Heart Attacks: Signs, Symptoms, Causes & Treatment

By Edo Paz, MD
Medically reviewed checkmarkMedically reviewed
January 14, 2020

Count 40 seconds in your head. Someone in the United States has just had a heart attack. Now count another 40 seconds. There’s another heart attack. In total, approximately 805,000 Americans have a heart attack each year.

There are a lot of misconceptions about what having a heart attack looks and feels like. In the movies, it always involves someone clutching at their chest and falling to the floor in a dramatic and sudden way. But in reality it can be much more subtle, and symptoms may even last for days before you realize the severity.

What Is a Heart Attack?

Oxygen is what keeps our body’s tissues alive, and it’s what the heart needs in order to function properly. Oxygen is delivered to the different parts of our body via blood. When something prevents or blocks the flow of blood from bringing oxygen to the heart, the result is a heart attack, which is also called a myocardial infarction.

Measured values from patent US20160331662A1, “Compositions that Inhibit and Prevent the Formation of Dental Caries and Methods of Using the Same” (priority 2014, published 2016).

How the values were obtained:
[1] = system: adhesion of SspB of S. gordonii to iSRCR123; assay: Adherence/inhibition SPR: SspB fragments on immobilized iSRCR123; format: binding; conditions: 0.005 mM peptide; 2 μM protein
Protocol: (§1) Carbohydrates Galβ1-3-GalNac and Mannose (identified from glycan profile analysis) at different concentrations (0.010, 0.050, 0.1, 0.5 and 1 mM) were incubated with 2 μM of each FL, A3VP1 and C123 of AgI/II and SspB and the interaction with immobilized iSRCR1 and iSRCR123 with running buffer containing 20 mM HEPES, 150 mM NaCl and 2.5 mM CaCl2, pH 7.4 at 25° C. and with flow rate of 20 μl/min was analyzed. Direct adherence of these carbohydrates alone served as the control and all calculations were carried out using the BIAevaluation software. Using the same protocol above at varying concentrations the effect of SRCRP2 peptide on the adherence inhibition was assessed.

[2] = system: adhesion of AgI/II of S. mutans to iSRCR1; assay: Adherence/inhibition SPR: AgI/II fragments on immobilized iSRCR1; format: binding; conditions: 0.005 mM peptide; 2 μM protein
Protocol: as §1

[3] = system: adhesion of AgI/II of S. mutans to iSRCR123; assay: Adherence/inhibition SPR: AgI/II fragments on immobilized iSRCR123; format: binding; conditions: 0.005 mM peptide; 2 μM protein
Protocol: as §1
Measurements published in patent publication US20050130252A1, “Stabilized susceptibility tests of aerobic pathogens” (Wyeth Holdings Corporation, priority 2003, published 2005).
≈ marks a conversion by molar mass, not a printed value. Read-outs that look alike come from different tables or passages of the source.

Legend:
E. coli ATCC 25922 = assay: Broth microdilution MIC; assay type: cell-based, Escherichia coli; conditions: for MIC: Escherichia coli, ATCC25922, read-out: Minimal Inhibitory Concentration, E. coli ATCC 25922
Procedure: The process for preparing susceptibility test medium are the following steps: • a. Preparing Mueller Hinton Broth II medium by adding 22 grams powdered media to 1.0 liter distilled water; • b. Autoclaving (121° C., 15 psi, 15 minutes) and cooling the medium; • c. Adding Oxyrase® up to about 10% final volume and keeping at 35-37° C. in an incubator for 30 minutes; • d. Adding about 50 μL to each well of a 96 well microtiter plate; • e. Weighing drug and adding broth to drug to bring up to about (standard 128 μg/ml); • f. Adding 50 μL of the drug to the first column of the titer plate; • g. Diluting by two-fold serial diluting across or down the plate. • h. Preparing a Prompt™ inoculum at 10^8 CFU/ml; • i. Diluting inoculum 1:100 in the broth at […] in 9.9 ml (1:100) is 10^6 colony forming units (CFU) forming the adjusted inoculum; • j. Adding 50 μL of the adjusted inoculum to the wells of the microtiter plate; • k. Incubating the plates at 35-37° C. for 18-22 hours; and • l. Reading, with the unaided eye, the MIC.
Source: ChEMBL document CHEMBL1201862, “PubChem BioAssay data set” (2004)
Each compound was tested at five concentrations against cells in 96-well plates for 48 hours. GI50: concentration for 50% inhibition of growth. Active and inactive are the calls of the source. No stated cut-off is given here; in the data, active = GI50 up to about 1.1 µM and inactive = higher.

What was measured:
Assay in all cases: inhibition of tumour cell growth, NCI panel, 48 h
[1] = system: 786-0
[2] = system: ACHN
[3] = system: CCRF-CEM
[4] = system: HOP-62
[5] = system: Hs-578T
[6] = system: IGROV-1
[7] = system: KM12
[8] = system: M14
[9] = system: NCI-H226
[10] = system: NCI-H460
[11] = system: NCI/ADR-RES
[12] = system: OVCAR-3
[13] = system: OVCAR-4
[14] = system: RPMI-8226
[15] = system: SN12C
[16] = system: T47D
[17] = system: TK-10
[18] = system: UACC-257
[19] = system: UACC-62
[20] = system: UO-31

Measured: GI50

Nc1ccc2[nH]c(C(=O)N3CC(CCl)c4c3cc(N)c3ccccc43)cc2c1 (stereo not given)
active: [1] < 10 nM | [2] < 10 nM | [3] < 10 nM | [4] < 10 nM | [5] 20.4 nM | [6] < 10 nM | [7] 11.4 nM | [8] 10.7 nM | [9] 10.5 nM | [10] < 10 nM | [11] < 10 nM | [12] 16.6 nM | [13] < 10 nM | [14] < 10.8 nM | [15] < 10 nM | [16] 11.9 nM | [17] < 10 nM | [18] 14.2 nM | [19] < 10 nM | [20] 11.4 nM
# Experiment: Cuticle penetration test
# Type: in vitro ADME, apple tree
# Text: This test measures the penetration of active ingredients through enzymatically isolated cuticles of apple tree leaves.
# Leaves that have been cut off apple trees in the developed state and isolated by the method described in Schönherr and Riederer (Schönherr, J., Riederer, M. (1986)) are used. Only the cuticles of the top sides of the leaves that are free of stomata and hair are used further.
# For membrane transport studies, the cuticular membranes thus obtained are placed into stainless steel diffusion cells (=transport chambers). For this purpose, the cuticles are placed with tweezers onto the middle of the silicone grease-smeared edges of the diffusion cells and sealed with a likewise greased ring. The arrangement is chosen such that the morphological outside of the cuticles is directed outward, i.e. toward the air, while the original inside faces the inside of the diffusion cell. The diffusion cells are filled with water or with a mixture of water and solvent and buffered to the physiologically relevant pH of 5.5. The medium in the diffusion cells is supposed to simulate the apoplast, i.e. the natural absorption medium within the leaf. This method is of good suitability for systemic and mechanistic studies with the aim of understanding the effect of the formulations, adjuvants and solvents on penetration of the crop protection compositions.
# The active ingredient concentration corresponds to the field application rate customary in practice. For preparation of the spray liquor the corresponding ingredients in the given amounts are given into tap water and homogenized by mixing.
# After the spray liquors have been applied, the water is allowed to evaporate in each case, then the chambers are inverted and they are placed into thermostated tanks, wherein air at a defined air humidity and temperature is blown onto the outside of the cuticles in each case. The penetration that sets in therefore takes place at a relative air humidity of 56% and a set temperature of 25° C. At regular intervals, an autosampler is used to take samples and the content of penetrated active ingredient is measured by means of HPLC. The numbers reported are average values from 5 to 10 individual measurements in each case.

In simple terms, you have arteries which deliver blood all over your body, including to the heart muscle. Over time, those arteries can become clogged by a build-up of fat and cholesterol called plaque. As the artery gets clogged, the flow of blood can be impaired. One of these plaques can also rupture, causing an abrupt blockage of blood flow, and the resulting damage known as a heart attack.

There are two main types of heart attacks classified by the mechanism of damage to the heart:

  • STEMI (ST-Elevation Myocardial Infarction): A heart attack caused by plaque that ruptures resulting in a blood clot. The clot fully blocks the artery and prevents oxygen from reaching the heart.
  • NSTEMI (Non-ST-Elevation Myocardial Infarction): This type of heart attack is also usually caused by plaque rupture, although the resulting blood clot does not block blood flow completely.

Within the two types of heart attacks, the severity can differ based on the extent of the clot, which artery is blocked (there are three main ones in the heart and the one that is blocked determines which part of the heart is not receiving oxygen), and how quickly the heart attack is treated. You may have heard the term “widowmaker,” which refers to a heart attack in which the the artery that’s blocked (the LAD artery) is the one that supplies blood to the greatest portion of the heart muscle.